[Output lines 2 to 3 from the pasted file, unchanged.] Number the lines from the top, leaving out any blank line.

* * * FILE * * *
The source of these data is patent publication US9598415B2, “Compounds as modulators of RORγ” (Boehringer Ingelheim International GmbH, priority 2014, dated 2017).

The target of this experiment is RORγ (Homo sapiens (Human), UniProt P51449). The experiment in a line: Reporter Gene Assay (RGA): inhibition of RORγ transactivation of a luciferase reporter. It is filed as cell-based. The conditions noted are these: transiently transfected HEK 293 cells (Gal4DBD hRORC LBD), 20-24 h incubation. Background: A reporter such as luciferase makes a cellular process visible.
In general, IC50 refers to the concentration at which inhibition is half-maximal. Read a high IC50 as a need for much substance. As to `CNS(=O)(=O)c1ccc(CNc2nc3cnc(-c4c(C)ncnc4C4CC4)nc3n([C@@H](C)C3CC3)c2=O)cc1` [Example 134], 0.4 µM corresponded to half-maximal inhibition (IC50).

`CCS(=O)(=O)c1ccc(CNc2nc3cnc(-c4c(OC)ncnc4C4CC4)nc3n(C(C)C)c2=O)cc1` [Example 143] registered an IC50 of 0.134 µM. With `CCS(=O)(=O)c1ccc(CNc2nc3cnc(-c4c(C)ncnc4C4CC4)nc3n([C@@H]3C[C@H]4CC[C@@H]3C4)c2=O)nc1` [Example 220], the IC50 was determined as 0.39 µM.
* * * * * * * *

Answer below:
The target of this experiment is RORγ (Homo sapiens (Human), UniProt P51449). The experiment in a line: Reporter Gene Assay (RGA): inhibition of RORγ transactivation of a luciferase reporter. It is filed as cell-based. The conditions noted are these: transiently transfected HEK 293 cells (Gal4DBD hRORC LBD), 20-24 h incubation. Background: A reporter such as luciferase makes a cellular process visible.
In general, IC50 refers to the concentration at which inhibition is half-maximal. Read a high IC50 as a need for much substance. As to `CNS(=O)(=O)c1ccc(CNc2nc3cnc(-c4c(C)ncnc4C4CC4)nc3n([C@@H](C)C3CC3)c2=O)cc1` [Example 134], 0.4 µM corresponded to half-maximal inhibition (IC50).